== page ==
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Male vs. Female: Battle of the Brain

By HERWriter
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Wellness related image Photo: Getty Images

When it comes to the human brain, just about any adult will tell you men and women don’t think alike. Researchers know these differences are not just in our imagination. Neuroscientists taking a deeper look at brain tissue have found that there are a number of significant differences between the brains of men and women.

The basic differences probably won’t surprise you. Men tend to have larger skeletons including larger skulls than women, which allow room for larger brains. An average man’s brain is between 15 and 20 percent bigger than an average woman’s brain. This means that a man’s brain has more total neurons or brain cells. But the location of those extra neurons is not consistent. Studies show that women have up to 11 percent more neurons in the brain’s cerebral cortex – that’s the language and music section of the brain. Both men’s and women’s brains are divided down the middle into right and left sides. Women’s brains communicate more effectively from side to side because women have more connections between the two halves of the brain.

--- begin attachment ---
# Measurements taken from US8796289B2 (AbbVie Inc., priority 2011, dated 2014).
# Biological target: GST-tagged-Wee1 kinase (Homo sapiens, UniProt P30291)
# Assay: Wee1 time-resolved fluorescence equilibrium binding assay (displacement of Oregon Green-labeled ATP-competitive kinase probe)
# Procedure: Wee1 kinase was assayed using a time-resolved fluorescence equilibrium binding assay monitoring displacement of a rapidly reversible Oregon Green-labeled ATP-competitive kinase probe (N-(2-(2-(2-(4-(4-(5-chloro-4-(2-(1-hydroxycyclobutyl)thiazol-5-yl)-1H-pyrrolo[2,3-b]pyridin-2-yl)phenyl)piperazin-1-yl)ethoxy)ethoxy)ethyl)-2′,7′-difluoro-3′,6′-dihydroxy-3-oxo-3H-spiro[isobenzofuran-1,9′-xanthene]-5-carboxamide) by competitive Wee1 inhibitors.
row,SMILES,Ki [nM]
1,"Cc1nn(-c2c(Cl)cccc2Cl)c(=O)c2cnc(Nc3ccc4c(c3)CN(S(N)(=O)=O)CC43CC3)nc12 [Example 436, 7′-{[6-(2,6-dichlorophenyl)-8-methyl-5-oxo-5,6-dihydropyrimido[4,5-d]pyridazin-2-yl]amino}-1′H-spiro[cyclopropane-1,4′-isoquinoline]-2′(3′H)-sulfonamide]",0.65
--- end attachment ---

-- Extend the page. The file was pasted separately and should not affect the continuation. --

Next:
Women may seem to be at a disadvantage with their smaller brains. Researchers believe women may be at higher risk of developing dementia as they age simply because having fewer neurons means each neuron is more important to the overall function of the brain. But young boys are more prone to developing brain function conditions including mental retardation, autism, stuttering, and other problems. This is because boys are born with larger heads and brains than girls, but they are also born with slower metabolisms. Lower heart and breath-rates means boys’ bodies are not always able to keep up with the demands for energy and oxygen from their larger brains. If these needs are not met, boys’ brains may be at higher risk for damage early in life.

Some changes in the physical brain structure take place early in the development of a baby inside his or her mother’s womb. Other changes in the brain take place during puberty when male and female hormone levels rise and other sexual characteristics become prominent.

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We value and respect our HERWriters' experiences, but everyone is different. Many of our writers are speaking from personal experience, and what's worked for them may not work for you. Their articles are not a substitute for medical advice, although we hope you can gain knowledge from their insight.